The software is smart enough that it can automatically adjust the travel path to make sure that nozzle has a very short distance to travel over an open space. In fact, in many cases, the software may be able to find a travel path that avoids crossing an open space all together! This means that there is no possibility to create a string, because the nozzle will always be on top of the solid plastic and will never travel outside the part. Finally, you may also find that increasing the movement speed of your machine can also reduce the amount of time that the extruder can ooze when moving between parts.
You can verify what movement speeds your machine is using by clicking on the Speeds tab of your process settings. If your machine can handle moving at higher speeds, you may find that increasing this settings can also reduce stringing between parts. Stringing or Oozing.
For my TronXY I never bothered with changing it away from the "basic" settings that a "custom 3D printer" on Marlin gave, but this time I want to know what I type in there. The basic code, after I dragged out the G-code handbook from the RepRap wiki to add the missing comments is:. The RepRap Wiki suggests that there could be made so much more from this. I would love to swipe the nozzle before starting to print, making sure that the curled up filament from this first extrusion doesn't get squished against the nozzle and make a bad first layer.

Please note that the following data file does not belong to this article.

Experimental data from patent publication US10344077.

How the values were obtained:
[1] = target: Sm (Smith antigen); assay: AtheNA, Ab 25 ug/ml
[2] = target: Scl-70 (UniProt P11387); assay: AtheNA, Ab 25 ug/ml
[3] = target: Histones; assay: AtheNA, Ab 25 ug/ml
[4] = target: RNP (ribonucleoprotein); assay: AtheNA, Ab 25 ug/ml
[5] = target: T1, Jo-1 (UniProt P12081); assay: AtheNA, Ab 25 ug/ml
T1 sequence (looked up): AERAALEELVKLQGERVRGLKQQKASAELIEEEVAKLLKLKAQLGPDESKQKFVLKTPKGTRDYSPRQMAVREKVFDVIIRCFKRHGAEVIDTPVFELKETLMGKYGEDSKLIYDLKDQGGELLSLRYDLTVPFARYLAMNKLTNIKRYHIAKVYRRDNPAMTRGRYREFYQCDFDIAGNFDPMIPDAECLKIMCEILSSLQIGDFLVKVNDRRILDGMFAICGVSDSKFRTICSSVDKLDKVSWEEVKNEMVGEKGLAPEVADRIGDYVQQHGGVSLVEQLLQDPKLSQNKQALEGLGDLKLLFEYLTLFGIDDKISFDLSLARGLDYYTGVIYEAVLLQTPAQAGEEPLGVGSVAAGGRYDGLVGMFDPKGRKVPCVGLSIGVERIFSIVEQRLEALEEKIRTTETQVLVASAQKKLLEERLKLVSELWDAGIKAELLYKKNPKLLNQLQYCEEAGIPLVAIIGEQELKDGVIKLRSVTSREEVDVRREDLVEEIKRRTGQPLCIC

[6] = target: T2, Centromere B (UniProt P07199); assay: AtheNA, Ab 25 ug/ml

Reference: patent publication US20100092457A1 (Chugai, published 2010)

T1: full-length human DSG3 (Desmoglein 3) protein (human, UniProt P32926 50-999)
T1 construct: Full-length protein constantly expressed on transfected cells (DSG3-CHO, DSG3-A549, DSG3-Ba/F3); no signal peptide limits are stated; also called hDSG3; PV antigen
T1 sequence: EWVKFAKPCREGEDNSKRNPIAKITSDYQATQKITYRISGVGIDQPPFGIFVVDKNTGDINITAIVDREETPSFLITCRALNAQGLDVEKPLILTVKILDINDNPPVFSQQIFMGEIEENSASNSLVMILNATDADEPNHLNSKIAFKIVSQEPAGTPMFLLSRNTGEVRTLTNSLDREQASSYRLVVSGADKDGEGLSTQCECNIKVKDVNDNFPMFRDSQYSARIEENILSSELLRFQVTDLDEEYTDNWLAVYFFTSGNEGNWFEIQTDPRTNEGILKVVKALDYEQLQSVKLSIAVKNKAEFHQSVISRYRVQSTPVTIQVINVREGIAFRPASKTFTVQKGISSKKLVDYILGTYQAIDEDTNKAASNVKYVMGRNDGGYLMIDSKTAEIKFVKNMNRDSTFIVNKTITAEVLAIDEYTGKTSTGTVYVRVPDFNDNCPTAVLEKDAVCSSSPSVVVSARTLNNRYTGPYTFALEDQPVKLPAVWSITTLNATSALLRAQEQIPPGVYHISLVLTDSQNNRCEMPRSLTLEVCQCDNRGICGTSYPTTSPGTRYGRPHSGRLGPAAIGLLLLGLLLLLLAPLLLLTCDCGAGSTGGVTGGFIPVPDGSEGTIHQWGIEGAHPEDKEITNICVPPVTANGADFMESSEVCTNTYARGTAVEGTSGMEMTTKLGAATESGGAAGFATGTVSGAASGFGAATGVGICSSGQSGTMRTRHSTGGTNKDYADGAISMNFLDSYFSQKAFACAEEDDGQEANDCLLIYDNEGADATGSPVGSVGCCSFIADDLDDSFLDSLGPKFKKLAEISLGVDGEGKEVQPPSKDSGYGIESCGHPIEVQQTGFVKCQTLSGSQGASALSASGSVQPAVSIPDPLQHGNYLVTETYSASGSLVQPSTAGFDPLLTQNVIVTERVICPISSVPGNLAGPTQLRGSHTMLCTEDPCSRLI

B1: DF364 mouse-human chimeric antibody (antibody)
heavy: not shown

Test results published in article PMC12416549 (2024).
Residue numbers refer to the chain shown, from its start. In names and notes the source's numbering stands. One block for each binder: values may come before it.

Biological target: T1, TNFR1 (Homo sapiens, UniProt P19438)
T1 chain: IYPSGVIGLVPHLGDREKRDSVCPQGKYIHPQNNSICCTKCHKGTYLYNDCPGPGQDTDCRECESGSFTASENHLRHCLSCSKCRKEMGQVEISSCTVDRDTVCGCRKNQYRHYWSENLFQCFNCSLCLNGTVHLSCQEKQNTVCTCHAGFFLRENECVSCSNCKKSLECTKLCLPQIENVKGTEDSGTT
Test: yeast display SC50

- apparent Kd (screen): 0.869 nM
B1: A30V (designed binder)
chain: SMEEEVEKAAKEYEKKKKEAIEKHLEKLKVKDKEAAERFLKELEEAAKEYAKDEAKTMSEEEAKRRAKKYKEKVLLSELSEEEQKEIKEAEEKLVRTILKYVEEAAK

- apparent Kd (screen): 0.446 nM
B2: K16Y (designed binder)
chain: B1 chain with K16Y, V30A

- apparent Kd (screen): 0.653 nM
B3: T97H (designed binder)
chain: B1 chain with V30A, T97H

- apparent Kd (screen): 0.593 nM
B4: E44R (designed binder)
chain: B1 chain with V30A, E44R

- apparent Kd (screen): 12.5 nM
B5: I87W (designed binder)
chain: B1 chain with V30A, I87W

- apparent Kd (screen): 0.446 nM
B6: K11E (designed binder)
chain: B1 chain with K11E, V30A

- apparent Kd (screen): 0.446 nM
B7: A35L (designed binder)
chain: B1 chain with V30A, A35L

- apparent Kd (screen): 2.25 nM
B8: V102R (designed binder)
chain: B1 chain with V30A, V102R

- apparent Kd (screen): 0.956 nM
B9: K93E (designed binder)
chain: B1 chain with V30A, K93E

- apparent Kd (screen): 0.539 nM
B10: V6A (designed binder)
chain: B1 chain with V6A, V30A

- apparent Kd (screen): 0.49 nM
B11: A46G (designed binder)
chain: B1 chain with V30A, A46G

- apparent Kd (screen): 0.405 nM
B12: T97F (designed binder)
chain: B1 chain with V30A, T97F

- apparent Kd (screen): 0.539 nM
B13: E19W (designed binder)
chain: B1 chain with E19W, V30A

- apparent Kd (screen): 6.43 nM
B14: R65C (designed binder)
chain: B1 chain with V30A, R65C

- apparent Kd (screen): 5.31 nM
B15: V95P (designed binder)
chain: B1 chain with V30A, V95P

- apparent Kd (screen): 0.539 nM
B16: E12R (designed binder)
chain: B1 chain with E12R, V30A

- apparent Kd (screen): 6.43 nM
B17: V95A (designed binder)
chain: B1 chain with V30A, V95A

The code already made by Ultimaker Cura 3 and then commented on can be explained a little more:. G28 ;Home This homes your machine to hit end stop positions, from now on your printer knows the coordinates of the print volume. G1 Z Basically you will have some filament dangling on your nozzle now, or falling of as the nozzle is hot creating a fine string. You now are facing the possibility that the primed material will be dragged along the build plate to the start of the print.
An alternative I really like is the priming sequence of the Ultimaker 3. The hot end is instructed near the origin of the printer at about a height of 2 mm above the build plate when it starts to extrude plastic, once the extruded plastic becomes a puddle of about 6 mm in diameter the build plate lowers a few mm's and keep extruding for a bit.
It then moves in positive Y direction to the back and raises the platform this is the swipe actionthen retracts and starts to move to the print start. Now the puddle of filament stays near the origin and will not be dragged. You can easily make a similar schematic for your printer, I've done so also for various printers.